Deter Retail Theft, Display Wisely: Custom Security Case Features

Security cases are a versatile option for retailers beyond theft prevention. They can hold just about anything — from antiperspirants to Zippo® lighters and everything in between. Along with this versatility, they are becoming more and more critical in light of rising retail theft. 

In this blog, we’ll dig into the components of security cases to help you get a sense of the options available and the advantages of each one.

We’ll take a look at the five main factors that go into security case design and the key questions to answer that will help you identify the right combination of features to choose for your purposes.

Here’s a brief overview video of what we’ll cover in the post.

Security cases help deter theft

The increasing frequency of retail theft is bad news for retailers, and no part of the country is immune. In 2021, retail theft losses amounted to $94.5 billion, and Capital One Shopping research indicates that the dollar value of retail theft losses has increased 47% from 2019 to 2020. This trend is challenging retailers everywhere.

The good news is that custom security cases are a solid investment in deterring theft. “They pay for themselves very quickly, and [in comparison to the cost of the losses they prevent from goods stolen] they’re not very costly,” says Larry Johnson, LA Darling Engineering Manager.

A thief has no limit.

Hayden Griffin, Account Executive at LA Darling, adds, “there’s no limit to what a thief will do to break in, but the purpose of the case is to be a roadblock that discourages them from making the attempt.”

Here are some key questions to ask in assessing the type of security case that’s right for you, as well as an overview of the variables that will drive your decision.

Assessing your needs

Let’s start with some basic questions that will guide the process of selecting the right design options for your application.

What do you want to protect?

Case design will be affected by the physical size of the items the case will store as well as their value. For example, interior shelves adjust to accommodate anything from small items to larger, heavier ones. And the dimensions of the goods stored will affect the choice of door operation, as swinging doors open wide for full access while sliding doors only give access to half the case width at a time.

Where will the case be located?

Will it be customer-facing or used for storage in a backroom or to hold extra stock behind the counter? Glass cases offer the best visibility for customers. Woven wire or shark cage case doors may be suitable on the sales floor or in the backroom, depending on your needs.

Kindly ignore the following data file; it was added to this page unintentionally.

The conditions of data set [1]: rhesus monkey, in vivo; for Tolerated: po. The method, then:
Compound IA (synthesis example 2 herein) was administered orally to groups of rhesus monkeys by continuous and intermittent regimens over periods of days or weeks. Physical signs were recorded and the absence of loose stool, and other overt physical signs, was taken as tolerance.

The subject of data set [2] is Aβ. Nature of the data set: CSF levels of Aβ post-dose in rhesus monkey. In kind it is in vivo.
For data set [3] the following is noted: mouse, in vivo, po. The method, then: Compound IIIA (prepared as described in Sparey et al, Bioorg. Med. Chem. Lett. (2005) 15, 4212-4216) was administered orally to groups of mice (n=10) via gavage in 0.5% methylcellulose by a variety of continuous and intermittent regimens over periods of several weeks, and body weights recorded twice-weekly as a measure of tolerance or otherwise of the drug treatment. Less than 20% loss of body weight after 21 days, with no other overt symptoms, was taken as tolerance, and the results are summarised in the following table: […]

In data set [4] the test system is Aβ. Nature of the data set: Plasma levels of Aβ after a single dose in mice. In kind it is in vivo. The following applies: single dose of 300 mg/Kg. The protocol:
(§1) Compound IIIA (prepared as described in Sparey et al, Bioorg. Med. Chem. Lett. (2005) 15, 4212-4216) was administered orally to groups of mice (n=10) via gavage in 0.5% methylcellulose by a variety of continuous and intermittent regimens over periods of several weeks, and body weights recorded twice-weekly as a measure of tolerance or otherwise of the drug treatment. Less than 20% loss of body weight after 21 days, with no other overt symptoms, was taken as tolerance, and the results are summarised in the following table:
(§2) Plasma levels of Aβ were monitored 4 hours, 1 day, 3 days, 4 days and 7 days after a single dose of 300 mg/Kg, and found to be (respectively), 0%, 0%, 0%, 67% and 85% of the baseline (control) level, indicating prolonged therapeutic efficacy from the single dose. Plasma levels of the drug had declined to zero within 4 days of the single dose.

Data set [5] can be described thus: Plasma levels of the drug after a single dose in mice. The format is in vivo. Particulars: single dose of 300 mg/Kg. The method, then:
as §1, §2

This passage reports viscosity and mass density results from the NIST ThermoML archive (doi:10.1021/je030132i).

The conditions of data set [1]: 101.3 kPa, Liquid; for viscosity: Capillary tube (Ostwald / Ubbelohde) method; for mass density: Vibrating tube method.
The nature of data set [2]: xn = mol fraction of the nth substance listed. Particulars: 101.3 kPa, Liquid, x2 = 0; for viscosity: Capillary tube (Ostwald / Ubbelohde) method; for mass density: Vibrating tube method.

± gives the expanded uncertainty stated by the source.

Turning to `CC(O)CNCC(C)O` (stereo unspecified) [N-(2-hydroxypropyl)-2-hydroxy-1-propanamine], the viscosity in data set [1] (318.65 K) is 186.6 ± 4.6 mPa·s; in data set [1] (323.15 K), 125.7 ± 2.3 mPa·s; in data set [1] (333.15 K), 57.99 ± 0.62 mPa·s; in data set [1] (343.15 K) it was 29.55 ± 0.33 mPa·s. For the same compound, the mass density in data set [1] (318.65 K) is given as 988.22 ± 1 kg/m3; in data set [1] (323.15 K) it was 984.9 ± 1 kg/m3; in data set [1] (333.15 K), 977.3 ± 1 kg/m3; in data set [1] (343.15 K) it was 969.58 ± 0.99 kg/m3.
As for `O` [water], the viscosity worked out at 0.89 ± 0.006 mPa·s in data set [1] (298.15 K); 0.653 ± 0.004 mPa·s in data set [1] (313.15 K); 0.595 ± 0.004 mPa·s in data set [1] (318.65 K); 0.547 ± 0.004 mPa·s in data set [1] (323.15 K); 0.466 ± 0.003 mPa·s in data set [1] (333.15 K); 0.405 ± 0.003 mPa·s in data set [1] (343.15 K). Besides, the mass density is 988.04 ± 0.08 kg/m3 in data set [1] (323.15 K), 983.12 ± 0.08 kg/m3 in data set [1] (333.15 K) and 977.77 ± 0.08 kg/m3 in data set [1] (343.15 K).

What level of security do you seek to maintain, and at what cost?

High value items usually warrant more robust security cases and electronic locking systems offer more control at a correspondingly higher cost.

These 5 key variables drive security case design decisions

Equipped with your answers to these questions, let’s take a closer look at each of the five design parameters that shape the construction of LA Darling’s security display cases.

  1. Case dimensions and installation
  2. Door material
  3. Door construction and operation
  4. Appearance and finish
  5. Locking mechanisms and access control
The cases are diverse

Customization is virtually unlimited and is driven by the needs and applications of the individual customer.

1. Case dimensions and installation

Typically a single case is sized 3’ or 4’ wide by about 30” high and is designed to fit on a gondola. Frequently, individual cases are connected into runs that can stretch 40, 50 or up to 60 feet, having solid panels on each end, and each case having its own set of locking doors.

Most often, security cases are installed on the gondola base, but other design options are possible, including a stacked arrangement. They can also be located on end caps.


Free-standing or standalone cases may be constructed for a single display. For security, they are often anchored to a wall or the floor or integrated into another display.

Strong security cases can also be constructed on wheels to become mobile. For example, during the pandemic, secure cases were used for curbside pick-up of high value consumer products from a big box retailer.

Maximum dimensions for freestanding cases are largely determined by the material used for the front of the cases: glass, woven wire, or solid metal. Glass panels are generally limited to a maximum of 76” in height.

Deter Retail Theft, Display Wisely: Custom Security Case Features

Some retailers use security cases for overhead storage to hold stock on the sales floor above product display shelving. While not suited to all stores, Johnson expects to see this application increase in the future.

overhead storage

2. Door material

Security case doors can be designed to offer both visibility and security.

Griffin taps into his experience with client applications when he says, “Customer-facing operations may put a priority on allowing customers to see into the cases while backroom storage or stock that is under employee control may need storage that emphasizes security over visibility.”

Typical materials used by LA Darling are listed below in order of increasing levels of security and robustness.

These materials offer the positive attributes of clear visibility and low cost while providing a basic level of security. But these materials have one main disadvantage: when they break, they don’t make as much noise as breaking glass.

Noise is itself part of the overall deterrent strategy, helping to attract the attention of the security team or staff for a rapid response.

Tempered glass. Sturdy, simple, tempered glass is widely used in security case doors. When broken, it shatters noisily into loads of tiny pieces, creating a loud disruption that attracts attention of store and security personnel.